Figure Out

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Factors an appraiser uses to determine land value

Below are some of the most important factors a property appraiser considers when determining the value of a property. They can be applied to any land, whether a sprawling private island or a humble 1-acre lot. For land buyers, these factors can help you know whether a property is fairly priced, and to recognize the pros and cons of the land you are considering.


Land real estate experts will tell you access is a key factor in evaluating the marketability of a property, because - no matter how great the property is - its use is limited when it’s difficult to reach. When Ryan appraises a property, he asks a series of questions about access:

  • Can the property be accessed by a nearby
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Landowner liability is a real, but manageable threat for Texas landowners.

The Threat

The threat of liability exists anytime landowners open their property to anyone, including family and friends. 

Even though no one thinks it will happen to them, family members sue other family members and friends sue friends. The best strategy is to assume that everyone is a potential plaintiff and prepare accordingly.

Because land is a valuable asset generally protected by insurance, landowners can be a tempting target for plaintiffs’ attorneys.

There’s no way to predict what might happen if someone, regardless of relationship, is seriously injured or killed on landowners’ property. Landowners can find themselves facing huge potential damages if

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Whether you’re a hobby farmer dabbling in organic produce or looking to launch a full-scale operation, these government-backed loan and grant programs could give you a boost. We took a look at six opportunities made possible through the USDA Farm Service Agency (FSA) that make sense for family farms and those just starting out in farming.

Microloan Program

Microloans were designed to cater to young farmers or startup operations that may not be able to secure traditional funding. Applicants are eligible for up to $50,000, which can be used toward initial startup costs, family living expenses or any other approved expenses. In 2016, the FSA expanded its microloan program to aid in the purchase of farmland, buildings, and soil and water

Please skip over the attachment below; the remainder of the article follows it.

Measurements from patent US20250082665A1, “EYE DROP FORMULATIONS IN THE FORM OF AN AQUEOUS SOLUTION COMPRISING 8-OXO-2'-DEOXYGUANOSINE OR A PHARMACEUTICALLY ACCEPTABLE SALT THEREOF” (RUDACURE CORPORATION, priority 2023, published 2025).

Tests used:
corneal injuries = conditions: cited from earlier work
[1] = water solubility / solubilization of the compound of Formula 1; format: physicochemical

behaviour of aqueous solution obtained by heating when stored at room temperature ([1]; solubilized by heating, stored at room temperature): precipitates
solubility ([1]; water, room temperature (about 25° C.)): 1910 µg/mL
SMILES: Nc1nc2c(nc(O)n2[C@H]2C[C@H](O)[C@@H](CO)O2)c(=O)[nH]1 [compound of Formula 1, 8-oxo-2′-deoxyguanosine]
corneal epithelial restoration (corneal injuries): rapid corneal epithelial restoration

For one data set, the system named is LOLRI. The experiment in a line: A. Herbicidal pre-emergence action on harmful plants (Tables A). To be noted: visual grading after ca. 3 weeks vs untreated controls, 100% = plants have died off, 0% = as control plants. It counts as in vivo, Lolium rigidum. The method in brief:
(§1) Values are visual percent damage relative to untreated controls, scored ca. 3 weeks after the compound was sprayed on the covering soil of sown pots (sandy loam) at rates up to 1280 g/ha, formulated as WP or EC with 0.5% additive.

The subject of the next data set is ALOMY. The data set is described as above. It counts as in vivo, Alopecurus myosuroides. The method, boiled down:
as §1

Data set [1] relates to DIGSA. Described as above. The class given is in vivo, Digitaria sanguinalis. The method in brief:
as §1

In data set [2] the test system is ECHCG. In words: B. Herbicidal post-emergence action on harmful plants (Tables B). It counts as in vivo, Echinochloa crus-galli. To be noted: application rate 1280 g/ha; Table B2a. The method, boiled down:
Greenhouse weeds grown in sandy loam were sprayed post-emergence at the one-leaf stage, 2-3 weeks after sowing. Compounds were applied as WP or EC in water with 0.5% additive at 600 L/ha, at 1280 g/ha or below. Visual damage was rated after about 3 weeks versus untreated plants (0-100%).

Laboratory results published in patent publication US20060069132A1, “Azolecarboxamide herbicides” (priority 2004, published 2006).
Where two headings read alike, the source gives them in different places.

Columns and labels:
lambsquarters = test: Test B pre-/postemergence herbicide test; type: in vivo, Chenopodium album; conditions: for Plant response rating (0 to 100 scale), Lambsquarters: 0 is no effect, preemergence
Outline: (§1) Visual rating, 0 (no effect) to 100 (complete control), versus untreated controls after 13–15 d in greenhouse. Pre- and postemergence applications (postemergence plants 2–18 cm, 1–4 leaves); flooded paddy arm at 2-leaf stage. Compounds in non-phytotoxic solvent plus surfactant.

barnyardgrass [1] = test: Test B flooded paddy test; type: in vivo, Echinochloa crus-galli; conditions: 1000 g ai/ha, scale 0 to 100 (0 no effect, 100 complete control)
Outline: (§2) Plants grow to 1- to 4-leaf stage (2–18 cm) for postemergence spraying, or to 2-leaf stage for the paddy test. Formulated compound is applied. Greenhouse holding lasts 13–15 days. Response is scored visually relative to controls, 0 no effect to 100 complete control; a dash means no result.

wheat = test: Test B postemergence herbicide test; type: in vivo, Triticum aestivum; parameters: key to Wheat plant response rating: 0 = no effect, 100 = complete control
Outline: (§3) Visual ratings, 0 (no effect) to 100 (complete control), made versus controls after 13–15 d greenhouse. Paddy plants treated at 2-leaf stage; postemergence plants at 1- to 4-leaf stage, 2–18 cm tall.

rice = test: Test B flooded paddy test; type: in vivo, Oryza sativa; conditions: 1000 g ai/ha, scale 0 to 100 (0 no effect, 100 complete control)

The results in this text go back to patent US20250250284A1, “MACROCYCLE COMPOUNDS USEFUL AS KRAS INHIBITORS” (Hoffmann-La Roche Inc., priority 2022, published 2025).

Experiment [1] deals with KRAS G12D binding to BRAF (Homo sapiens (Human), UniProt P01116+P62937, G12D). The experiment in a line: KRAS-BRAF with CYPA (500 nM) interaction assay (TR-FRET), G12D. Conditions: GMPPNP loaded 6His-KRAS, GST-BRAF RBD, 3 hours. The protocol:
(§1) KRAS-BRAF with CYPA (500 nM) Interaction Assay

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Of all the calls Texas can make to the heart of a Texan, owning some of its land may be the strongest.

If you’re a Texas landowner, you’re in good company; 97 percent of our state is privately owned and managed. Accompanying the thrill of owning property in Texas, though, is that all-too-familiar sting of the state’s high property taxes, which begs the question—how can landowners maximize the use of their property?

The two main ways to strategically maximize your land’s potential while saving money are through agriculture production and wildlife management. For property owners that utilize their land for agricultural purposes, like growing crops, or to improve native wildlife populations, Texas has provided valuation methods to help offset the cost

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Anyone who lives or wants to reside in the country knows there are clear-cut benefits to rural living. The beauty of nature’s flora and fauna is usually at the top of the list for those who choose country splendor.

But rural living also is also one of the most cost-effective and safest investments a homeowner can make. Consider the hidden benefits, less obvious than the gorgeous creek or fall foliage in your backyard.

Here are six ways going rural will save you money:

1) Now HOA/CDD Fees

Rural homeowners usually pay no Homeowner Association or Community Development District fees unlike most of their city counterparts. The U.S. Census Bureau reports the average annual dues for a homeowners association is $396.

2) Lower Taxes

Taxes are